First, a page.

So what does that mean in practice? Nick says once a beer has finished fermenting and biotransformation (the chemical process where yeast changes hop components to promote highly-aromatic elements) has occurred in the case of hazy beers, they then remove anything unwanted that's left behind prior to adding more hops.
“We remove any particulate in the beer, any obstacles prior to dry-hopping like yeast, hot break, protein that soluble hop oils usually bind to,” he says. “What that does is provide a clean beer, and when we add the dry hop load, those soluble hop oils aren’t going to bind to stuff and drop out."
To achieve this, Nick says they use a centrifuge. It's a piece of equipment found in many breweries, but he says the difference in their approach is that they aim to strip everything they don't want out of the beer; typically, he says brewers of big, hoppy beers don’t remove all of the yeast before embarking on a second dry hop.
“I don’t want to pigeonhole it,” Nick says. “The idea is that we want people to have a go at this and innovate.
“It’s just you want to clean your beer. You want to remove your yeast and that can be done any which way you want to do it. For us, we use a centrifuge, and then you load your hops. Then again, I don’t mind how you process it, you could use filtration or finings, but we use a centrifuge.”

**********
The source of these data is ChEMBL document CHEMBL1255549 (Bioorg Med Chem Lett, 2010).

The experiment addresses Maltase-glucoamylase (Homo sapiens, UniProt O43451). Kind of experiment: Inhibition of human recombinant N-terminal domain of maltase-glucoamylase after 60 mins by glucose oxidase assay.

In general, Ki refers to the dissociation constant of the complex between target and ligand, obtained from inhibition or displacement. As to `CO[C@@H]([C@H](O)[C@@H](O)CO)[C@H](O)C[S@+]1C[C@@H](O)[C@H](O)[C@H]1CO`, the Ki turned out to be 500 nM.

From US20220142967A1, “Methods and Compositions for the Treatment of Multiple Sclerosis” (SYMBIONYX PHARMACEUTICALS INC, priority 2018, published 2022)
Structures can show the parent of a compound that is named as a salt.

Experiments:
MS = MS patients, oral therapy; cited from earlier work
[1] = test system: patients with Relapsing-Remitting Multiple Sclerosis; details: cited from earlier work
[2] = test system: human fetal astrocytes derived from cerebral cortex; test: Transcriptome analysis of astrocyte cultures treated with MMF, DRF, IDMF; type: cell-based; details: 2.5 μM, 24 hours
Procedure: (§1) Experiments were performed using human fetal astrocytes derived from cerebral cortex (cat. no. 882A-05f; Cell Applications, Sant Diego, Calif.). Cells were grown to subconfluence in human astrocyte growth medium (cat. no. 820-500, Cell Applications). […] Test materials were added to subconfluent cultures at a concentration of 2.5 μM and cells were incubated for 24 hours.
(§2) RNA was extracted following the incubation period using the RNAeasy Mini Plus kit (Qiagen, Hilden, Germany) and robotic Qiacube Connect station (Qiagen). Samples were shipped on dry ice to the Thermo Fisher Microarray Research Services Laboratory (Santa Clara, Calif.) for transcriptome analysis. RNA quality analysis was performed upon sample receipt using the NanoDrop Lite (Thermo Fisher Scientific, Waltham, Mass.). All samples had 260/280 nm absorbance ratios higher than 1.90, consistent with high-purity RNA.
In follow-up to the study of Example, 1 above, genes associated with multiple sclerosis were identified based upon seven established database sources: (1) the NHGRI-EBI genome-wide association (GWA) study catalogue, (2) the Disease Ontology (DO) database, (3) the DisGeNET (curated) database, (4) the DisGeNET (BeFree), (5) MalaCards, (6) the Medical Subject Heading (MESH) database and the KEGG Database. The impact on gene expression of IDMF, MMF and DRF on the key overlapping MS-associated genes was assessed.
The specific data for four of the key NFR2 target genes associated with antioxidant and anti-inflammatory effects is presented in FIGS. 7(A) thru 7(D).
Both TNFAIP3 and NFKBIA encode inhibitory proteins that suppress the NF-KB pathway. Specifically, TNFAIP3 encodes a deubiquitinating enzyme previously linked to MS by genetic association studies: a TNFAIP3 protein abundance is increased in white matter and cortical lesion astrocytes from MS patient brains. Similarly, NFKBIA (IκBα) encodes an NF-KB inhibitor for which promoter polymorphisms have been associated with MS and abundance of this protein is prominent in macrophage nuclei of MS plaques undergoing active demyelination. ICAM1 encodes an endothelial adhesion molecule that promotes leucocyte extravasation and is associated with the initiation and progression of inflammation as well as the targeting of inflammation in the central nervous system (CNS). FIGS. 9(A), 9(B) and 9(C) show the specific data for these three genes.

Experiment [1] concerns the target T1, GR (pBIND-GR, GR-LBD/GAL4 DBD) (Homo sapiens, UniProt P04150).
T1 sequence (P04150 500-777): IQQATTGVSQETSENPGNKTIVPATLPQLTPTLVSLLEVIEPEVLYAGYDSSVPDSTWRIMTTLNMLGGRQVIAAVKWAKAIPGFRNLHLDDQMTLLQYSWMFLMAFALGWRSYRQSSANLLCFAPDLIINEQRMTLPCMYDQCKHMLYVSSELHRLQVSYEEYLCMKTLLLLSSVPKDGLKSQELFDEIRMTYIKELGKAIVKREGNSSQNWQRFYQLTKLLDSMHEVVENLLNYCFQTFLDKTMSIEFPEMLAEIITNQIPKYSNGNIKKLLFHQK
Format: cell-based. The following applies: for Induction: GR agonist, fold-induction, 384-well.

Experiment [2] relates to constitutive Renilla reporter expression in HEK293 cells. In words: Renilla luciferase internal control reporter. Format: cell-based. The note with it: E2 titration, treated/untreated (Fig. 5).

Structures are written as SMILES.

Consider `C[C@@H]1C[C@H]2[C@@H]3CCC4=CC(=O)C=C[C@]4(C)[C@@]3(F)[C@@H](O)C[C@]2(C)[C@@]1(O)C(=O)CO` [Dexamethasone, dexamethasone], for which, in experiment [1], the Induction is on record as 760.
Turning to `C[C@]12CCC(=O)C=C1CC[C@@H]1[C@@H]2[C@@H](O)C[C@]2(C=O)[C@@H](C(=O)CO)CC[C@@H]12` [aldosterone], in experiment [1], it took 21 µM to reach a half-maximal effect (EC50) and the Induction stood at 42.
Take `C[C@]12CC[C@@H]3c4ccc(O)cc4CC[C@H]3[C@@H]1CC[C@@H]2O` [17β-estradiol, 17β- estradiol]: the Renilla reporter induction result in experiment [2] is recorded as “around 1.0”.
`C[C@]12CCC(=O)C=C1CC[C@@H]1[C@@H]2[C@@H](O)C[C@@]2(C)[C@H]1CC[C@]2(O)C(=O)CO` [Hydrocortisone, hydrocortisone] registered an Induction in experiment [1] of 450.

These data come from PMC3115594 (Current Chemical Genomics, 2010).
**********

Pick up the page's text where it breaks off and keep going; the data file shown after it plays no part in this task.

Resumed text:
Ultimately, the goal is to ensure there's nothing in the liquid for hops to cling onto and potentially create unwanted issues, flavours or textures associated with the likes of hop creep and hop burn.
By stripping out yeast, hop particulate and anything else caused by a mid-fermentation dry hopping, but retaining the base beer, he says: “It provides a clean medium for those hops to fully dissolve into, and I think it creates more space in that flavour matrix for those hops to express themselves and you provide a more nuanced character out of those hops.
“The juicy and vibrant hop character is still there along with yeast ester, so you get all those characters. Then this extra dry-hopping with the main charge in Clean Fusion just adds a whole different level of complexity that’s far more nuanced and really clean.”
Prior to packaging, they go through the Clean Fusion technique once more with the aim of brightening the hop character once more.
“The first [Clean Fusion] is the yeast polishing, where it goes through the machine super fast and removes any particulate. The second time at full capacity sees you dial it in for taste and to get at the hop particulate.”